• The 2013 Greeley Award for “significant early career contributions to planetary science” will be given to Professor Jonathan L. Mitchell of the University of California at Los Angeles. Congratulations to Jonathan!
• The Shoemaker Lecture, part of the AGU Bowie series, will be delivered by Dr. Michael H. Carr of the United States Geological Survey.
• The Sagan Lecture, co-sponsored by the Planetary Sciences and Biogeosciences sections, will be given by Dr. David H. Grinspoon of the Denver Museum of Nature and Science.

From the AGU Newsletter: Below is the list of all approved Planetary Science sessions slated for the 2013 AGU Fall Meeting. Scheduling will occur at the next Program Committee meeting in September (note that the “P” session designations are temporary and will be changed once scheduling is complete). More details can be found on the AGU Fall Meeting Web site. Should you have any questions or concerns about the program, feel free to contact the PS Program Committee representatives, Nathan Bridges and Joern Helbert. Based on the diversity and scope of these sessions, the 2013 AGU Fall Meeting should be a very exciting meeting.

– P001 : Planetary Sciences General Contributions
– P002 : Accretion, core-mantle differentiation and early planetary evolution
– P003 : Atmospheric escape, upper atmospheres, ionospheres, and plasma interactions at Mars and Venus
– P004 : Characterizing Small Solar System Bodies
– P005 : Destination: Europa
– P006 : Dynamic Mars from Long-Term Observations
– P007 : Dynamic processes in Mars’s atmosphere
– P008 : Enceladus: Little Moon, Big Possibilities
– P009 : Evolutions, interactions and origins of Outer Planet Satellites
– P010 : First Results of C/2012 S1 (ISON): Comet of the Century?
– P011 : Gale crater, Mars: Comparing geochemistry and geomorphology from remote sensing, in situ measurements, laboratory data, and terrestrial analogs
– P012 : Geophysical Investigations of Planetary Volatiles
– P013 : Geophysics of Satellites and Small Bodies
– P014 : High Priority Investigations for Venus Exploration
– P015 : Icy Bodies: from laboratory to space missions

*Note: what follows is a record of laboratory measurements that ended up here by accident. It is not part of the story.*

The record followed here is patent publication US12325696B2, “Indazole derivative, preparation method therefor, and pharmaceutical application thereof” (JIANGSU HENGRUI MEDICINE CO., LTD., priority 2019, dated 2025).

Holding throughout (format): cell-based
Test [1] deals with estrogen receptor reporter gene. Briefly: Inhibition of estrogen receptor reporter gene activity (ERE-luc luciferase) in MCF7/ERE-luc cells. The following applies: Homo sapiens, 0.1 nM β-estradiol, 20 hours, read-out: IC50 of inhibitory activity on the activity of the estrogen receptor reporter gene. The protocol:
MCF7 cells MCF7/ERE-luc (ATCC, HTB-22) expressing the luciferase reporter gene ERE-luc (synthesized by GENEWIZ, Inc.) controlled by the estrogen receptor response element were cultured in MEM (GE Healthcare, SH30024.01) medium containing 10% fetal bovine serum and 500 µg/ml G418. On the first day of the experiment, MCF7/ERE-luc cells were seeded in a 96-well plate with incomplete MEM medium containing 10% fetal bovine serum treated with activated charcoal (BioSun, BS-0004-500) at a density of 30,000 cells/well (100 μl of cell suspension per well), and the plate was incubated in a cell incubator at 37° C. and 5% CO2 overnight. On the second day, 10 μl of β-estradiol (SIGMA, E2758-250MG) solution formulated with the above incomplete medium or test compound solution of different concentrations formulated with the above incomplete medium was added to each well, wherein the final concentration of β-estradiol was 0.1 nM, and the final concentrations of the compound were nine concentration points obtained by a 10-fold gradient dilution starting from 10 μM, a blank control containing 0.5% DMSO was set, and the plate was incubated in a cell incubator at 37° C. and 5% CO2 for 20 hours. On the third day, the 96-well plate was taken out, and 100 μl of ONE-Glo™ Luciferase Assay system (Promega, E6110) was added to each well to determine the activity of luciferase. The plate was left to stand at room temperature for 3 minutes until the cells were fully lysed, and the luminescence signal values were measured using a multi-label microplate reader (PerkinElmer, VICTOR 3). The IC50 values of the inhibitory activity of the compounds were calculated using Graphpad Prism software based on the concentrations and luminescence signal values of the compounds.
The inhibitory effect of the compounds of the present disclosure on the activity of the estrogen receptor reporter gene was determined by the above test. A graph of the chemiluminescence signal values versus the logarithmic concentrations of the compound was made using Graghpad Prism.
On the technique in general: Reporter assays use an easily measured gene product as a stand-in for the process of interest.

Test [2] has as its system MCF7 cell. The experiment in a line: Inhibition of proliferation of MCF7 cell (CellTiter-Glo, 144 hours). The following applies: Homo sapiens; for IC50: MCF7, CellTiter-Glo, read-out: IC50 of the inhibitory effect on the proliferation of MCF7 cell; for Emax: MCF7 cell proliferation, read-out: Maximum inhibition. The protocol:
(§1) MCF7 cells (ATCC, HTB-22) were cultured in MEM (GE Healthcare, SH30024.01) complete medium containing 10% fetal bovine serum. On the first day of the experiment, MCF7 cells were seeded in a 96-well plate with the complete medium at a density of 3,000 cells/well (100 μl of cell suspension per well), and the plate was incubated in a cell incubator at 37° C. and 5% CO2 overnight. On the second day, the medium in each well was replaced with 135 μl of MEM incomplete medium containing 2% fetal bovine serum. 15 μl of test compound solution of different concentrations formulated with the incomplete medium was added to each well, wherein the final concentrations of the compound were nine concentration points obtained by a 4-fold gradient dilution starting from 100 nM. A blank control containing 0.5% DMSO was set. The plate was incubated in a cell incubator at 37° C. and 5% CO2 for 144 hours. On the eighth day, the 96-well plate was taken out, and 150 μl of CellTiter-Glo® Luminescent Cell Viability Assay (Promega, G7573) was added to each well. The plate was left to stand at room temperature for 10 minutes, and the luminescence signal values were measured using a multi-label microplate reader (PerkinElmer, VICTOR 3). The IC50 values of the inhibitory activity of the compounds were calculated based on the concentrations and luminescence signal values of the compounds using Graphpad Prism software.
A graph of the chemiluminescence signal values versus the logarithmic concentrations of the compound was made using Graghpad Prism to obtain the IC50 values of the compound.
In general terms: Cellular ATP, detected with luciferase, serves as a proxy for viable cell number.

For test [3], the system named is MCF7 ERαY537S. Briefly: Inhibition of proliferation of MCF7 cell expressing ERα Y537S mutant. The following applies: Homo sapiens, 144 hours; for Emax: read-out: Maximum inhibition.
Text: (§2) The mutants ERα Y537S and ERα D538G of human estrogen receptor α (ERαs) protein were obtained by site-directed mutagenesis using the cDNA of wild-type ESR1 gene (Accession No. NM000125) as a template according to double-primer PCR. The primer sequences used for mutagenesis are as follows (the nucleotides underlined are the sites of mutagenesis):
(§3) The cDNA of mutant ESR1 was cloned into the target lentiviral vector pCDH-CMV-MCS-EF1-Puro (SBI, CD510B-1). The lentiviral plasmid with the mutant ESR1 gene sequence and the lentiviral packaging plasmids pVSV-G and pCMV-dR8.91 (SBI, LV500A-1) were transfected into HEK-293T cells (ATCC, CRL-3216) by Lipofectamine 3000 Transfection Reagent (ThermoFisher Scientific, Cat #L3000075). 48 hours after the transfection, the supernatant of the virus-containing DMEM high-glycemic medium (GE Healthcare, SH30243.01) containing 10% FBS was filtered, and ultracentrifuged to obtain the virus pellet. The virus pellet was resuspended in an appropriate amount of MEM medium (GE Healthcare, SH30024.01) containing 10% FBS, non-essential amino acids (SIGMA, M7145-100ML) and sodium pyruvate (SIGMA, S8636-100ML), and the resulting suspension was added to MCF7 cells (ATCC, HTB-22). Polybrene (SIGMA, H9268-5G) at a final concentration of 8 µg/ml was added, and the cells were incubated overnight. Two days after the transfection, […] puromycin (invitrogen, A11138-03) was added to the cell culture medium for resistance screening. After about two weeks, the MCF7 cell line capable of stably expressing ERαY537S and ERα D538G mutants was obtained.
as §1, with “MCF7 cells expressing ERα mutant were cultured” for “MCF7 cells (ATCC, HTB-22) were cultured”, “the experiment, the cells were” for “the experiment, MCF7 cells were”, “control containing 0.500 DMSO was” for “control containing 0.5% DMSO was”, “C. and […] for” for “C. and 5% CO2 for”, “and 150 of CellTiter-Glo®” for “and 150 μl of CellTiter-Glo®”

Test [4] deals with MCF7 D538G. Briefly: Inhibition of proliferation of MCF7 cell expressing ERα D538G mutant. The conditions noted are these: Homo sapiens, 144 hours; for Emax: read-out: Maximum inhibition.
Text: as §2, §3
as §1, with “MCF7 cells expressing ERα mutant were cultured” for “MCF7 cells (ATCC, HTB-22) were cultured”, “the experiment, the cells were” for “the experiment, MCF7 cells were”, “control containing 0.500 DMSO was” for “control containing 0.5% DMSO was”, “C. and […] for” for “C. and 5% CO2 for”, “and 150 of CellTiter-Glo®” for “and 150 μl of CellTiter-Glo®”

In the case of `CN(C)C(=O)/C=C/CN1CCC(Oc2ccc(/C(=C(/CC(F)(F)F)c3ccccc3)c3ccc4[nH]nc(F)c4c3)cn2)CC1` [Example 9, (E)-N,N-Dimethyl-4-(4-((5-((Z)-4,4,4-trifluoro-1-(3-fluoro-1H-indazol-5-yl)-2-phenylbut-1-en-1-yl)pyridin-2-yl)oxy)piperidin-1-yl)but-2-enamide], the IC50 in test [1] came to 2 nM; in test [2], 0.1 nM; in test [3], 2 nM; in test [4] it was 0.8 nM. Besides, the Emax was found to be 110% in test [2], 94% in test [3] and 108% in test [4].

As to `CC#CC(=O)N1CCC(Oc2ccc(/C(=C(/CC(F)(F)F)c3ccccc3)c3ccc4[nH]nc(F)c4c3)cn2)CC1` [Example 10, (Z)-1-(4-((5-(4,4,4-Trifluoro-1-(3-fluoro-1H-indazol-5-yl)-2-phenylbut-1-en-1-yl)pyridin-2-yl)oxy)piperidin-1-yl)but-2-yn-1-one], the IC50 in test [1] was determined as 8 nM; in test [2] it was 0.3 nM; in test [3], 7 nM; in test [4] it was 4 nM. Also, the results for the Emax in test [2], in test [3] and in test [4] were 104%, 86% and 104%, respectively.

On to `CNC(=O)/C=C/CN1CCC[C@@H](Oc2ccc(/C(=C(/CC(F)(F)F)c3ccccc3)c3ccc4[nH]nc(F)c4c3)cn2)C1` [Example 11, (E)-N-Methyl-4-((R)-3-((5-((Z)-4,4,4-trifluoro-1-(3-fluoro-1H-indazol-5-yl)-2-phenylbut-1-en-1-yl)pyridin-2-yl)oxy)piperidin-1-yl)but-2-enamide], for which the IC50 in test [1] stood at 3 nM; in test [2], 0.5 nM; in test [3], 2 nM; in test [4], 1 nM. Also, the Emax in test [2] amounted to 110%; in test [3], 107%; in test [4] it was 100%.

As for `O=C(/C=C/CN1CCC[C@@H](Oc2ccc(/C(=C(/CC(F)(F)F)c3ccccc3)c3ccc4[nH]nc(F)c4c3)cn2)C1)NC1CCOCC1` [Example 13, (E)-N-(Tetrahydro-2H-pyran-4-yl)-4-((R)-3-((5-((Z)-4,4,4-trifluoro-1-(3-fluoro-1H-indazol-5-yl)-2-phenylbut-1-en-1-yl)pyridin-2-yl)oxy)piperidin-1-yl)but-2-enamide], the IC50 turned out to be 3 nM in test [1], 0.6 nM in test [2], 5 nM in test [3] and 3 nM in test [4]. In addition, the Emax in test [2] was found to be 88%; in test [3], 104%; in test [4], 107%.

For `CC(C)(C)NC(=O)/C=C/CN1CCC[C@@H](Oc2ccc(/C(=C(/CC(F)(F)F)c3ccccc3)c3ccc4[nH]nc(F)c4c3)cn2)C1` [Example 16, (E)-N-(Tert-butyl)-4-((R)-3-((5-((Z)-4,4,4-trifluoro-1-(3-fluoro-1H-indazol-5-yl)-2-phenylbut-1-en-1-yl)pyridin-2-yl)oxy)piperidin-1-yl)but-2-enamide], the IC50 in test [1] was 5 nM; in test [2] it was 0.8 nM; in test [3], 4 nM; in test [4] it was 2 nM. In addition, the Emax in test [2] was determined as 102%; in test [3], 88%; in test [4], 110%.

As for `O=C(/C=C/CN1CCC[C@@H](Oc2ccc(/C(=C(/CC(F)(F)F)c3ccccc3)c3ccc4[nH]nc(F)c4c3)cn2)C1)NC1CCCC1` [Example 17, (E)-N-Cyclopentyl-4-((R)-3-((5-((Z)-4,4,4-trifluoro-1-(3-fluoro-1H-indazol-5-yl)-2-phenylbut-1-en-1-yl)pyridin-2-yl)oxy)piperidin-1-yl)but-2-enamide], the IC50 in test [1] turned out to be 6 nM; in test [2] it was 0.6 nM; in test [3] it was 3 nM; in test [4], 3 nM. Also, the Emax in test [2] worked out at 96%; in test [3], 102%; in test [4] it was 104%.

– P016 : Impact Cratering: Terrestrial Observations and Planetary Applications
– P017 : Mars Science Laboratory: Bradbury Landing through Yellowknife Bay
– P018 : Mercury after Two Years of MESSENGER Orbital Observations
– P019 : Planetary Atmospheres and Evolution
– P020 : Planetary Rings: Theory and Observation
– P021 : Polarimetry as an invaluable tool to study the Solar System and beyond
– P022: Rapid Environmental Change and the Fate of Planetary Habitability
– P023 : Rosetta, Comets, and the Origins of the Solar System
– P025 :Saturn’s Northern Spring — From Storms to Polar Vortices
– P026 :Shape, Internal Structure, Gravity, and Winds of Jupiter and Saturn
– P028 :Solar System Dusty Plasma
– P029 :The Science of Exploration as enabled by the Moon, NEAs and the moons of Mars
– P030 :Thermal Modeling of Terrestrial and Planetary Bodies
– P031 :Titan’s Enigmatic Atmosphere and Ionosphere
– P032 :Titan- A Solar System Enigma
– P033: Tracking Down Life – Star Biosignatures, Biomarker Systems or the Ensemble Cast?
– P034: Using Topography to Investigate the Evolution of Solar System Bodies
– P035 :Whipple Lecture



Saturday 12th October, 2013
Southwest Research Institute, Boulder, CO

This 1-day scientific meeting will be held in downtown Boulder after
DPS Denver to discuss the latest research and developments in Io
science since the 2012 Io Workshop.

The Japanese EUV Sprint-A/EXCEED mission will launch in August 2013
to observe the Jovian aurora and Io plasma torus for a number of
months. This workshop will focus on topics which might benefit from
EXCEED data and coordinated observations at all wavelengths, though
presentations on other aspects of Io science will be accepted if time

For more information and to register your interest, please go to:

Organizers: Constantine Tsang, John Spencer, Fran Bagenal, Rosaly Lopes
Contact Email: [email protected]



ESA is pleased to announce a Venus Express VIRTIS and VMC Data Workshop
that will be held at ESAC (Madrid, Spain) on 21-24 October 2013. The
overall goal of the workshop is to introduce users to the Planetary
Science Archive ( on which data from
ESA planetary missions are archived. This workshop will focus on the
VIRTIS (Visible and Infrared Thermal Imaging Spectrometer) and VMC